Contact Protective Services. In case the victim is in a non-institutional setting or living alone, contact the Adult Protective Services agency in your state.

Call the Nursing Home Ombudsman. If there’s a victim in a nursing home and is being exploited by other residents or staff, contact Adult Protective Services and get help.

Contact Financial Institutions. To express your concerns, you could call the elder’s financial institutions. They have fraud teams, which can help identify abuse.

Come Up With an FTC Identity Theft Report. For those who suspect identity theft, come up with an FTC identity theft report. Once you create the FTC report, ensure to issue it to the local law enforcement and then file a police report.

Frequently Asked Questions/FAQs:

Who is at the most risk of financial abuse?

Individuals who are psychologically, emotionally, or physically frail and dependent on other people for care are often at risk of elder abuse. In general, abuse and neglect can occur in the home, nursing home, or residential care and hospitals. It could involve friends, neighbors, family, workers, or even strangers.

Who is most likely to abuse the elderly?

While more research is required, most elder abuse cases are caused by known and trusted others, especially family members (such as spouses, adult children, and others). Abusers can either be women or men of any race, age, or socioeconomic status.

How can we protect the elderly from financial abuse?

Preventing abuse is usually better than aiding victims to recover from it. Although abusers may be challenging to identify, your presence and readiness to investigate red flags could protect a dear one from becoming the next victim. Below are some things you could do to protect the elderly from financial abuse:
1. Always keep in contact with elderly friends and family members.
2. Get to know your immediate elderly neighbors since you might be better positioned to recognize unfamiliar visits, any missing item, or other signs of abuse.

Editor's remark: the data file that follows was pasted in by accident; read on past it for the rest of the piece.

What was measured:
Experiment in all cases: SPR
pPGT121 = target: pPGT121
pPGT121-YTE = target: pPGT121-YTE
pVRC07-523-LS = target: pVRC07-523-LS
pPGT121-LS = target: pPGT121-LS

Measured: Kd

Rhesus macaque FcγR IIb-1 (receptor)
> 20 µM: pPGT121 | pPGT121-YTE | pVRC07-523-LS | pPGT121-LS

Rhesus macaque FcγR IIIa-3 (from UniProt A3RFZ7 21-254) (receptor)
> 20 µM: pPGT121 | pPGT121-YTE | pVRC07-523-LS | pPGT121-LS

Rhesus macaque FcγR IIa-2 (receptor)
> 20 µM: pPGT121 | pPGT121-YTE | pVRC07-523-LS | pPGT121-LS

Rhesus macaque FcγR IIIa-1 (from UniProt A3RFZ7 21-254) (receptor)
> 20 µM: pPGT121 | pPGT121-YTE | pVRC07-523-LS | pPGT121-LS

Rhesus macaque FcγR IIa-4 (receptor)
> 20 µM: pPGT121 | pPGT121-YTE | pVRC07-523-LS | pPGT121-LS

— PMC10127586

3. Seek professional help.

Is financial abuse of the elderly a felony?

Financial abuse of an elderly person is usually considered a “Class 4” felony if the property’s value is $300 or less and a “Class 3” felony if the property’s value exceeds $300 but is less than $5,000. Financial exploitation of an elderly person is considered a “Class 2” felony if the property’s value is $5,000 or exceeds but less than $50,000, and a “Class 1” felony if the property’s value is $50,000 or more.

How do you investigate the financial exploitation of the elderly?

Before launching an investigation into the financial exploitation of an older adult, anti-fraud experts should start by having a clear fraud prevention plan. In general, that response plan shouldn’t discuss how an investigation should be conducted, but instead, illustrate the actions to take in case of a fraud allegation.

Why do people fail to report financial abuse?

Most victims who suspect elder abuse fail to report it. Although their reasons are different, they usually come down to confusion, loyalty, discomfort, and fear. Whatever the reason, you should remember that without your involvement, the elderly abuse will continue.


Community members, neighbors, and relatives must take care of society’s most vulnerable. It’s less likely for abusers to target elders with a network of friends and family looking out for them. It’s prudent to trust your gut and keep your eyes open – your readiness to be involved might prevent an older person’s abuse, and prevent an abuser from abusing other victims.

Certified Senior Advisor (CSA)®
Assistive Technology Professional

Scott Grant has spent more than 20 years serving seniors and the elderly in the home medical equipment industry. He has worked as a manufacturer's rep for the top medical equipment companies and a custom wheelchair specialist at a durable medical equipment (DME) provider in WV. He is father to 4 beautiful daughters and has three terrific grandkids. When not promoting better living for older adults, he enjoys outdoor activities including hiking and kayaking and early morning runs.

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1 thought on “A Guide To Recognizing And Reporting Financial Abuse Of Elderly People”

  1. Son moves in after mother dies, said he would pay dad rent to live in father’s house , so he paid the rent on house payment , did so for 10 years , locked dad out, dad got lawyer to get house back, also personal belongings, judge ruled since son lived there ten years and payed on house it went to son even personal belongings,papers. The father has none of what he worked for for 60 years. If father had personal papers he could prove the son owes him money from a personal he made with his father. Is there such a law that says if you pay on a daily members house for ten years it’s yours?